Talking Cranes is very excited to partner with Stanford University's ICME's inaugural Women in Data Science (#WiDS) , a one-day technical conference highlighting the contributions of women to this growing and increasingly innovative scientific field.
According to Margot Gerritsen, Director of ICME, the goals of the conference were to " inspire and educate data scientists regardless of gender, and support women in the field, providing networking and ongoing dialogue opportunities."
Scottish nationalist leader Nicola Sturgeon took part in several Scottish and UK wide TV election debates in the run up to the 2015 UK general election and according to opinion polls was regarded to have had a successful performance.
Some movies evoke memories of cities, of friends lost in time, of a people who are frozen deep in memory, who you probably knew in bits and pieces, who you maybe passed on the street or knew as uncles and aunts of friends. Seeing Piku reminds me of all the Bengalis who flooded my childhood - the cantankerous men, the shrieking and oh-so-loud women, the homoepathic doctors who were never ever to be rushed, the schools, or rather, the universities of thought they inhabited and the beautiful baris (houses) that they lived in.
It's an ad women - it says so clearly: Vogue Empower. It talks about all the choices a woman may exercise if she so chooses, one of them being to have sex outside marriage. It may not be your choice, it may not be a moral choice according to you but it is a choice.
Celebrating womanhood and women in the workplace – Kiran Mazumdar Shaw
Talking Cranes recognized International Womens Day – a date designated by the United Nations to celebrate women’s successes and achievements – by partnering with Biocon to mark its first ever International Women's Day celebration.
You are a gender-sensitive Indian male who believes in equality for women and treats women with dignity and respect. You are progressive. You assert vehemently (and mean it) that you do not view women as chattel, that you would never beat your wife, that you participate in childcare and household chores, that you are supportive of the girl child, of a woman's right to voice her opinions freely. And you walk the talk. You are better than your father, because unlike men of his generation, you treat women as your equals.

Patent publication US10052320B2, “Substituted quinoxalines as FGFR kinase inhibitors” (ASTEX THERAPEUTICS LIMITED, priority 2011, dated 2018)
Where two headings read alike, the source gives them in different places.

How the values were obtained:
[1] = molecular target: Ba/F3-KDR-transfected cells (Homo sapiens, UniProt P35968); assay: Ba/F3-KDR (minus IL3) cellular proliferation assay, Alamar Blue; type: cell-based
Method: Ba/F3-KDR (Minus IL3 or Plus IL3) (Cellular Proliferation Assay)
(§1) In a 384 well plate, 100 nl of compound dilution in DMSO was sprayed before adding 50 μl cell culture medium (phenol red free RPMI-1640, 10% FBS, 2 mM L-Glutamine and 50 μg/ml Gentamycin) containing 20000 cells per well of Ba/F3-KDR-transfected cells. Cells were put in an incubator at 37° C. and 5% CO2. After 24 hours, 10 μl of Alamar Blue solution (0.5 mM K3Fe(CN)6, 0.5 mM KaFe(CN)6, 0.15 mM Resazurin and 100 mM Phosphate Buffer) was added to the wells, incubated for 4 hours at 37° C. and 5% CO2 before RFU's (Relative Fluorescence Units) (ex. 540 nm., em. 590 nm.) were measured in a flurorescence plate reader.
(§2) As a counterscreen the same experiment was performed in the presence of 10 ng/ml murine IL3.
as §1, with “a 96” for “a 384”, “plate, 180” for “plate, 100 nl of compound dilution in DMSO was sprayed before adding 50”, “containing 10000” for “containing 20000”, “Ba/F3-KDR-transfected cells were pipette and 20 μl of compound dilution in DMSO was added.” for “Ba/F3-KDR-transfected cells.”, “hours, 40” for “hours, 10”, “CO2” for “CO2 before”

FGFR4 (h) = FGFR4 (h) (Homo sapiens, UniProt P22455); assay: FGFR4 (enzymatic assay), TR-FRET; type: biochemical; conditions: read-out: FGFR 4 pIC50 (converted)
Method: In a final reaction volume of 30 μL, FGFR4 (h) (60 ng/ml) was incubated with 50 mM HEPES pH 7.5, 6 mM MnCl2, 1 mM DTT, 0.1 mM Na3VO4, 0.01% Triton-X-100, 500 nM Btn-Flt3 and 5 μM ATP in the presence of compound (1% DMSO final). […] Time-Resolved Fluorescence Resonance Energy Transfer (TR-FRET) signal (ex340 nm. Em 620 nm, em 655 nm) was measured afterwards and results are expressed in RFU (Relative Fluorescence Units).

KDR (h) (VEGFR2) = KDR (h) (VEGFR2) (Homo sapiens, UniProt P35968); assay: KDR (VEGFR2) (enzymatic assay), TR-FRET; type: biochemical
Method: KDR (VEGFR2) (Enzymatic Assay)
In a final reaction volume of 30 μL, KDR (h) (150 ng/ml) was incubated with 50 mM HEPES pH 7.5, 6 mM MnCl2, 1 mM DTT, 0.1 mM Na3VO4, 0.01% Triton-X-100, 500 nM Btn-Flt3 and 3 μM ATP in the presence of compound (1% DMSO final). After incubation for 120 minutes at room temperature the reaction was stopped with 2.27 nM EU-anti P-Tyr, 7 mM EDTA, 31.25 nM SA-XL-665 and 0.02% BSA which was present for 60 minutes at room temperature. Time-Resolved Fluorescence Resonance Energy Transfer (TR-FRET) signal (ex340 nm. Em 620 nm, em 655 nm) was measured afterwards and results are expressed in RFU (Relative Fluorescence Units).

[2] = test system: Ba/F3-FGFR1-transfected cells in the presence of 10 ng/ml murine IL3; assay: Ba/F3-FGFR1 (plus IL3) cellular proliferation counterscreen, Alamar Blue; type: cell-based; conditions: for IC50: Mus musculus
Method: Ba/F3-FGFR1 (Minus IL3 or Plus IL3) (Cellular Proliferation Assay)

International Women's Day (8 March) is a global day celebrating the economic, political and social achievements of women past, present and future. The day, which falls annually on March 8, has been celebrated in the United States since 1909, and has spread around the world. This year’s theme is “Make It Happen,” a call to action for the numerous issues facing women today. #MakeItHappen.
With International Women’s Day around the corner, I decided to explore why women authors used male pseudonyms. This was prevalent in the 18th and 19th centuries, where many women felt the need to mask their true identities so that they would be taken seriously. From Louisa May Alcott, best known for her literary marvel “Little Women”(which thankfully was published under her real name) to the Bronte Sisters, who knew that the literary world was strongly prejudiced against female writers, many found freedom of expression cloaked in a man’s identity.
iPartner India launches Every 8 Minutes, the first campaign of its kind that aims to stop child trafficking in India
Every 8 Minutes a child goes missing in India. 40% of them never return to their villages. They are sold as cheap labour, buried deep in the brothels of major cities, forced to take part in pornographic films and experience unimaginable horrors every day.
This modern day slavery of children is the human rights issue of our time – and it is being stopped.
Shiny new bright crayons. Old stubby pieces. How many crayons did we buy for chubby little hands with tiny fingers to hold and draw. A kid can smell a crayon from two rooms away - I think - and butter and chocolates and icecream and sweets. But instead, we give them bullets and the smell of charred flesh.